National Trust for Historic Preservation

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OCTOBER 2, 2012

DSP Connections Returns!

After a five-month hiatus, the Diversity Scholarship Program newsletter Connections will return to your inbox on October 5. Look for the newsletter on the first Friday of every month and get lively and up-to-date information on happenings at the National Trust and in the broader preservation community. You will also notice a slight change in the newsletter’s design that includes the National Trust’s new logo to promote our slogan Save the past. Enrich the future. The updated design also features interactive buttons that link you to various National Trust resources with just one click. Upcoming issues will also include information and progress reports on the many places the National Trust is taking direct action to save through its new National Treasures campaign.

We want to hear from you! Tell us about the projects you are working on and topic ideas that you would like to see in future e-newsletters. In the meantime, this edition offers a peek at what’s to come in the new and improved Connections!

It’s Official: Chimney Rock Named a National Monument

PlaceholderPresident Obama has designated Chimney Rock Archaeological Area in Colorado the nation’s newest national monument, providing this important cultural site with permanent protection. Chimney Rock’s national monument designation is the result of a coordinated effort led by the National Trust and supported by its allies and advocates to protect this special place. Located on 4,726-acres of the San Juan National Forest, Chimney Rock is of great spiritual significance to over 20 Pueblos and other tribes of the Southwest. The site had been threatened with insufficient protection and inadequate financial resources. Now, thanks to the national monument designation, Chimney Rock is permanently protected for the benefit of current and future generations. Please join us in thanking Mr. Obama for his visionary decision to protect part of our nation’s irreplaceable heritage.

African American Heritage and Stewardship of the Ocean

Alison Rose Jefferson (DSP 2005 and 2006) is in the preservation spotlight once again. This time recognition is for her work to preserve and protect a beloved African American historic beach site and the environment in California. Her research has been instrumental in publicizing the clean-up efforts by Heal the Bay, the Santa Monica Conservancy, the California Historical Society, and other local organizations, of the historic African American Bay Street Beach sometimes referred to as the “Inkwell.” History suggests the term "Inkwell" was probably first used by Anglo Americans as a derogatory reference to the "blackness" of beach-goers' skin color at leisure sites associated with African Americans around the U.S. during the Jim Crow era. The Bay Street beach site was a popular hangout for African Americans in the County of Los Angeles from the 1920s to the early 1960s, long after racial restrictions attempts on public beaches were invalidated in 1927.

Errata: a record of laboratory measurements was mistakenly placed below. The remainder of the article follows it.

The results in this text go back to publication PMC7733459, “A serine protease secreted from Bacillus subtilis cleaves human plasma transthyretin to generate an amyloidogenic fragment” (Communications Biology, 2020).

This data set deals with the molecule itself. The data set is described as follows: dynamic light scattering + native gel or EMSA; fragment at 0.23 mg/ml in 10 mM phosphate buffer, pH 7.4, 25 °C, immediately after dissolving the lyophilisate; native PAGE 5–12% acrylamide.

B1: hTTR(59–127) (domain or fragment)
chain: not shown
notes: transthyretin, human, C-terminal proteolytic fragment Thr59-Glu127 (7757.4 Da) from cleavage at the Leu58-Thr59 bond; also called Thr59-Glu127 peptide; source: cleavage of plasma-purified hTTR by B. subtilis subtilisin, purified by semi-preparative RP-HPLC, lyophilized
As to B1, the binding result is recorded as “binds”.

Alison is also a featured historian in
White Wash, a documentary film by Ted Woods that explores the complexity of race in America through a provocative view of African Americans, aquatics, surfers, and the romanticized beach culture. The film includes discussions of cultural resource sites in Santa Monica and Southern California that she has researched.

For additional information about Alison Rose Jefferson’s work, visit

Historic Preservation Events and Training

Click here for additional upcoming preservation events and training.

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The Diversity Scholarship Program is partially supported through a cooperative agreement between the US Department of the Interior, National Park Service and the National Trust for Historic Preservation. Views and conclusions in this material are those of the authors and should not be interpreted as representing the opinions or policies of the US Government. Mention of trade names or commercial products does not constitute their endorsement by the US Government.